The ruling late Monday, which voided Rios Montt’s May 10 conviction, also raises questions about the kind of retrial he might have and about a judicial system that has long been considered weak, corrupt, prone to impunity and susceptible to pressure from powerful outside forces.
Rios Montt was Guatemala’s ruler for 17 months in 1982 and 1983, one of the bloodiest periods of a multi-decade civil war that pitted Marxist guerrillas against conservative government forces. His dramatic two-month trial focused on the massacre and displacement of thousands of indigenous people in the mountainous Ixil region during that era at the hands of government troops and their supporters.
The three-judge panel that found Rios Montt guilty of genocide and crimes against humanity also sentenced him to 80 years in prison. Its decision was cheered by liberals and a number of international human rights groups who described it as an example of a Guatemalan court system capable of doing the right thing.
“The conviction of Rios Montt sends a powerful message to Guatemala and the world that nobody, not even a former head of state, is above the law when it comes to committing genocide,” Jose Miguel Vivanco, Americas director atHuman Rights Watch, said in a statement shortly after the verdict. “Without the persistence and bravery of each participant in this effort — the victims, prosecutors, judges and civil society organizations — this landmark decision would have been inconceivable.”
But Monday’s 3-2 decision by the Constitutional Court calls on the trial court to rehear the case from the point at which it stood April 19. The three high court judges who voided the conviction essentially supported lower court rulings that Rios Montt was denied his due process rights when the judges who convicted him briefly ejected his attorney from the courtroom, leaving his defense to a co-defendant’s lawyer for several hours.
It’s also possible the trial will have to begin from scratch, Arturo Aguilar, a spokesman for the attorney general’s office, said in an email Tuesday.
Aguilar said prosecutors planned to challenge the high court ruling. If they are unsuccessful, the original judges may have to recuse themselves from the case because they have already issued a ruling against Rios Montt, and that would mean a new trial, he said.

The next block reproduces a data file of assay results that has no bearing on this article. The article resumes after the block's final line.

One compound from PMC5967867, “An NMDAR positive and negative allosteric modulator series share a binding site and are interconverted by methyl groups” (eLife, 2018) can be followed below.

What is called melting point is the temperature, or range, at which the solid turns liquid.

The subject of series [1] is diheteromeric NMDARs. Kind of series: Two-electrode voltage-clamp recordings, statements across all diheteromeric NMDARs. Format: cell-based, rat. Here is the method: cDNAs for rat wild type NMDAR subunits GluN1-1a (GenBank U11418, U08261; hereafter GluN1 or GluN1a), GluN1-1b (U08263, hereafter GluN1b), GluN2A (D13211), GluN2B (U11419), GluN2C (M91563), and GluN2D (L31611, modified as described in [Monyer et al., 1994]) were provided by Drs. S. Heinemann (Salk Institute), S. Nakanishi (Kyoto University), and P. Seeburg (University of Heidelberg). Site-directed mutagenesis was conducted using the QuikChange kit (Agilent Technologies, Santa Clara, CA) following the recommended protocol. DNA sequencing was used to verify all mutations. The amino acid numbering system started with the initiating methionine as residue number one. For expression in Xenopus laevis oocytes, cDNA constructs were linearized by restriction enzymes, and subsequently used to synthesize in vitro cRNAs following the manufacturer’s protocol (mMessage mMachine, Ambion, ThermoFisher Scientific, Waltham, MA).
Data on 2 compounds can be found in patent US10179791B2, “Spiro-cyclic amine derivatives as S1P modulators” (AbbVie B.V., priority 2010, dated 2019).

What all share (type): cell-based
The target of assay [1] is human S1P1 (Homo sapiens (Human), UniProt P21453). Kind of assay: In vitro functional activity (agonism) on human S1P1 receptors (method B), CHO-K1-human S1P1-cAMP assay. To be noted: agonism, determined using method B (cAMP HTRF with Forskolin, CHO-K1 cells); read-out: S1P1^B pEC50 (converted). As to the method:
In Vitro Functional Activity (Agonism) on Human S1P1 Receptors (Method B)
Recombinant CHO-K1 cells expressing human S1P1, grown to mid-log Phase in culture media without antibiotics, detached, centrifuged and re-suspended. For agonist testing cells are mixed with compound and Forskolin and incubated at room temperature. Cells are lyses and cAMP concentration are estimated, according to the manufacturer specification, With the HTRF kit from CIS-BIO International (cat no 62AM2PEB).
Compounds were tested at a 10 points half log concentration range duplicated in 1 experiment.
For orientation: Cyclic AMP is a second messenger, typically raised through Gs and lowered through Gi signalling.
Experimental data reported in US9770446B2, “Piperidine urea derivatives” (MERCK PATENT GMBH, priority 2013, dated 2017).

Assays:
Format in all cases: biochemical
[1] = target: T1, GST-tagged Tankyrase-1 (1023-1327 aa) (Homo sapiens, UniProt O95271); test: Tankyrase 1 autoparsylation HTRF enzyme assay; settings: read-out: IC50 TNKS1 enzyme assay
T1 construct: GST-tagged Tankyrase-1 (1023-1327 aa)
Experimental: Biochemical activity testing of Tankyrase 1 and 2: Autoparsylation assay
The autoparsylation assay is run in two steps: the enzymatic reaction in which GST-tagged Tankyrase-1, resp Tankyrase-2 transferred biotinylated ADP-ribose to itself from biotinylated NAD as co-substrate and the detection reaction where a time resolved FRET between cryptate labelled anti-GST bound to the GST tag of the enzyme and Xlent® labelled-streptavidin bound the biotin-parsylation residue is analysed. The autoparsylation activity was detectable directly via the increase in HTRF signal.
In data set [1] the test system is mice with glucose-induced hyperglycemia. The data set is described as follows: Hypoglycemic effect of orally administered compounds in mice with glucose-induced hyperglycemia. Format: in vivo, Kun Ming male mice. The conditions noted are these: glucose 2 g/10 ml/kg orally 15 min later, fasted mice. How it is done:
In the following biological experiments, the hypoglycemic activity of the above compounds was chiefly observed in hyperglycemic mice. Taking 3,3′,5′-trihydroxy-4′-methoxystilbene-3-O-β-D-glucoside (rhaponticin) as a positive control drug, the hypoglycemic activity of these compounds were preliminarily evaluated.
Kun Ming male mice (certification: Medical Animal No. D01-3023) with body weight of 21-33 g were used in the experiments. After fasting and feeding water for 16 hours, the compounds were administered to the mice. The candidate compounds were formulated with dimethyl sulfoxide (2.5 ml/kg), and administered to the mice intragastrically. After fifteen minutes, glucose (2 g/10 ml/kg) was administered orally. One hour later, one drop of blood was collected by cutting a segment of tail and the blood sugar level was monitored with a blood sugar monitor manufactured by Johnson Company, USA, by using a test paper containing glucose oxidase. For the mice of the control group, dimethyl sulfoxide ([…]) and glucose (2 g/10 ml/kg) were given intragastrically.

Many of the prosecution witnesses during the trial were Ixil Maya who traveled from the remote countryside to Guatemala City to tell horrific stories of torture and killing by government forces.
Aguilar said that requiring such witnesses to testify again would amount to “a re-victimization of the victims.”
“It’s a spectacular logistical challenge. And we will have to confront the challenge of determining which victims and witnesses want to come back to participate,” he said.
Some analysts wondered whether the wealthiest and most powerful forces in Guatemala were manipulating the system.
“The method of avoiding justice in Guatemala has never been exclusively by the use of illegal force,” said Douglass Cassel, a Notre Dame law professor and human rights law expert who has represented victims of Guatemalan violence in the Organization of American States’ inter-American human rights justice system. “The legal systems in many Latin American countries in general, and in Guatemala in particular, for decades have been skewed in favor of the powerful and against the weak.
“In this case, in a very general way, you had enough forces to get a case going and carry it through, but they were up against very well-resourced Guatemalan lawyers who know how to work the system in support of their client.”
Some of Guatemala’s most powerful public voices have criticized the case and the conviction, including the country’s national business council. President Otto Perez Molina, who commanded troops in the area where the massacres occurred, has said that genocide did not occur during the civil war.
Some of Rios Montt’s supporters have contended that the trial was an attempt by the Guatemalan left to seek vengeance against the country’s conservatives.
An editorial in the national newspaper Prensa Libre noted that the high court’s ruling should be viewed as neither a “victory nor a defeat,” but rather an example of the Guatemalan courts defending the rights of the accused.
“The legal battle will resume,” the editorial said, “and it is hoped that the participants … will act without being shown to be partial.”
Cecilia Sanchez of The Times’ Mexico City bureau contributed to this report.